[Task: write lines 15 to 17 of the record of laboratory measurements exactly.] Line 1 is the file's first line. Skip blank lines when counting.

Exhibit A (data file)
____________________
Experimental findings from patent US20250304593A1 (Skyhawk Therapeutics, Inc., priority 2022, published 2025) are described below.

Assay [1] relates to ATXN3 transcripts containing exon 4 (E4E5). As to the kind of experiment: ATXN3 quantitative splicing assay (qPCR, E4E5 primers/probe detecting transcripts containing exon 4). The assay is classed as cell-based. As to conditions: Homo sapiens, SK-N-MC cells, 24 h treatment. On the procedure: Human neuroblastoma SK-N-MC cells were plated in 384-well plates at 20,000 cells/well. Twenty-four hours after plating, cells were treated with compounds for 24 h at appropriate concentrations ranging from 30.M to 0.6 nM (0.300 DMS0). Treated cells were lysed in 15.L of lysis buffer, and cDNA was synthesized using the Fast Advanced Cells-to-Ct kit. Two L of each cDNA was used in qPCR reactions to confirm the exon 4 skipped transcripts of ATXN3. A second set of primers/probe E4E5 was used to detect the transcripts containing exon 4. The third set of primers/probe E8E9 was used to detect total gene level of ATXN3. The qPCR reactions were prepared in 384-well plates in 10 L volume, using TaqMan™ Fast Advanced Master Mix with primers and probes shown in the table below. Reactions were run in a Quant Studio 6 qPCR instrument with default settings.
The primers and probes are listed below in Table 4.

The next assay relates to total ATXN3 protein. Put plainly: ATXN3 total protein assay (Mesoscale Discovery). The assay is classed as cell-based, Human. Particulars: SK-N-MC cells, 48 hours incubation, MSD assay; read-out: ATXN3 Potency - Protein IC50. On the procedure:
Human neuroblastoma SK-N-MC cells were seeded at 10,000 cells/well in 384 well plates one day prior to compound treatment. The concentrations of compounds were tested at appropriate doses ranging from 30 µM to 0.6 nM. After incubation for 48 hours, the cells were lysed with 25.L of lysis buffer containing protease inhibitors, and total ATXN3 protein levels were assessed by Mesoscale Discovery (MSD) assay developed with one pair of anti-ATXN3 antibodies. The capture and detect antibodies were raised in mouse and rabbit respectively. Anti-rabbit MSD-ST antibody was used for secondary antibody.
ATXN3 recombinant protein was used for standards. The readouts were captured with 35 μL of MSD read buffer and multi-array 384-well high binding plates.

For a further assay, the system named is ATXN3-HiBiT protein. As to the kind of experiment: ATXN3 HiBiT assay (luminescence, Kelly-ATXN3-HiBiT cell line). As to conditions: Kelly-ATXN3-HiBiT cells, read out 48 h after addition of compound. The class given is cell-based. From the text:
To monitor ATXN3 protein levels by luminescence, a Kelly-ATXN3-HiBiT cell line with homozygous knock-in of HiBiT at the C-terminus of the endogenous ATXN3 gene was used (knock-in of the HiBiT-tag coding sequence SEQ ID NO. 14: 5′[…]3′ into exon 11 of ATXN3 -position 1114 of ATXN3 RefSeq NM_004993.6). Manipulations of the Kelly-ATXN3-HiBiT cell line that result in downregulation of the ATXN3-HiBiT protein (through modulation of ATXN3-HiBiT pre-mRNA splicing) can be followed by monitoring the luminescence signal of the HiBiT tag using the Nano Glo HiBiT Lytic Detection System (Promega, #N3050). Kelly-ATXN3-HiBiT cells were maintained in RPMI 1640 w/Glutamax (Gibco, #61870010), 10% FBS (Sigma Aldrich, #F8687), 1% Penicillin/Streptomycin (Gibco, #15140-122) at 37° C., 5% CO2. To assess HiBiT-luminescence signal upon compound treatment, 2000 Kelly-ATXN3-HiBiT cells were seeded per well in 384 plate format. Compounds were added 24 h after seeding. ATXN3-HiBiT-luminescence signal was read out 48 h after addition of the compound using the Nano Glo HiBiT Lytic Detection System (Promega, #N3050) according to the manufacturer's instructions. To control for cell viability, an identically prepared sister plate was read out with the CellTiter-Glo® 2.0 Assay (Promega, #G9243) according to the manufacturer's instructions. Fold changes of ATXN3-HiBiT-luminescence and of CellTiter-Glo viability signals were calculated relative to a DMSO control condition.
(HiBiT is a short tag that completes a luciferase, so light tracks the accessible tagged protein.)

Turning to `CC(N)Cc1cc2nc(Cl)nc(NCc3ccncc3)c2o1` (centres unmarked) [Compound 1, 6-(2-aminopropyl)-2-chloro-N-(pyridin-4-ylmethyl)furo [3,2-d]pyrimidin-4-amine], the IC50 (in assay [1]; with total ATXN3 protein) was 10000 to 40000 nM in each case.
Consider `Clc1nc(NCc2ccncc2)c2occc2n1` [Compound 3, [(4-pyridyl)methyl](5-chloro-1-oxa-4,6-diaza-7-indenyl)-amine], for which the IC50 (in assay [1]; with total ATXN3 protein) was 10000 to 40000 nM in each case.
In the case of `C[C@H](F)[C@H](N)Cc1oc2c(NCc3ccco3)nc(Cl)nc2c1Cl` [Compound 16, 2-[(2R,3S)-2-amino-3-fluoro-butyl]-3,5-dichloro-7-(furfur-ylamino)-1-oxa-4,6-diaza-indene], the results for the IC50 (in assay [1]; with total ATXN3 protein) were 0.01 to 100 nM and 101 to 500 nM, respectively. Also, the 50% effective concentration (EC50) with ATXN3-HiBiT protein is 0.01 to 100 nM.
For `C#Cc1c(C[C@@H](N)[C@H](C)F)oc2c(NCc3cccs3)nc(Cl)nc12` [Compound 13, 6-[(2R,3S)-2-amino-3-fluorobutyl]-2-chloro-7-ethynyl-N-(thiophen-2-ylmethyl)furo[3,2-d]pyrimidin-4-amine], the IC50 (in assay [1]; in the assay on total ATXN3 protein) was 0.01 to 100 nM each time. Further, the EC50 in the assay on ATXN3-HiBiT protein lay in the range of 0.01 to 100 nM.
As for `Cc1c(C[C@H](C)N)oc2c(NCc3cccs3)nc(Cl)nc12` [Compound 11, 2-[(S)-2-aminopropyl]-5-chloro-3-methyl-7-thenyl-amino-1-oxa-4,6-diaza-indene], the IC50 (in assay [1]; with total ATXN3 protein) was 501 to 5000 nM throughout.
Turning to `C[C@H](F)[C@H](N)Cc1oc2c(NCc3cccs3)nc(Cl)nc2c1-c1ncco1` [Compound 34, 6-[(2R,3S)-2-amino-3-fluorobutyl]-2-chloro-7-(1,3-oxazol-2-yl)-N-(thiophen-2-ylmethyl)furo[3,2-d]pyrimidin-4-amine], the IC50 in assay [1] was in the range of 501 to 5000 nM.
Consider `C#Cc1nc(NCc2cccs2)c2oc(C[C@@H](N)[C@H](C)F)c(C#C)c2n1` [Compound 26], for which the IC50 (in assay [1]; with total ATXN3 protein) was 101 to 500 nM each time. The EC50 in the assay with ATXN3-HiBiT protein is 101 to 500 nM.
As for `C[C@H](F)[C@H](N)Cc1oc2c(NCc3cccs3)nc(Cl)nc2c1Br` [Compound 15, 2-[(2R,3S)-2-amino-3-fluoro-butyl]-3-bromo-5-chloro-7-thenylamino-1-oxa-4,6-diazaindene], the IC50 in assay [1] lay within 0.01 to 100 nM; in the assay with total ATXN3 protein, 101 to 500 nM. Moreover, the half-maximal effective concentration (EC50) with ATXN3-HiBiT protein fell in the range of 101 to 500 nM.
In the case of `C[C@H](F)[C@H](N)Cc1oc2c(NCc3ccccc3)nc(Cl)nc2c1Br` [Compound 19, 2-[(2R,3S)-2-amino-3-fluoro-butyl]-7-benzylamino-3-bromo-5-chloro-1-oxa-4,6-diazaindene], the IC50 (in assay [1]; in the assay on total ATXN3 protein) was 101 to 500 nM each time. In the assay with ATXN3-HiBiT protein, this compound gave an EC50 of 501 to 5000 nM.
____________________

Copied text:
Turning to `C[C@H](F)[C@H](N)Cc1oc2c(NCc3cccs3)nc(Cl)nc2c1-c1ncco1` [Compound 34, 6-[(2R,3S)-2-amino-3-fluorobutyl]-2-chloro-7-(1,3-oxazol-2-yl)-N-(thiophen-2-ylmethyl)furo[3,2-d]pyrimidin-4-amine], the IC50 in assay [1] was in the range of 501 to 5000 nM.
Consider `C#Cc1nc(NCc2cccs2)c2oc(C[C@@H](N)[C@H](C)F)c(C#C)c2n1` [Compound 26], for which the IC50 (in assay [1]; with total ATXN3 protein) was 101 to 500 nM each time. The EC50 in the assay with ATXN3-HiBiT protein is 101 to 500 nM.
As for `C[C@H](F)[C@H](N)Cc1oc2c(NCc3cccs3)nc(Cl)nc2c1Br` [Compound 15, 2-[(2R,3S)-2-amino-3-fluoro-butyl]-3-bromo-5-chloro-7-thenylamino-1-oxa-4,6-diazaindene], the IC50 in assay [1] lay within 0.01 to 100 nM; in the assay with total ATXN3 protein, 101 to 500 nM. Moreover, the half-maximal effective concentration (EC50) with ATXN3-HiBiT protein fell in the range of 101 to 500 nM.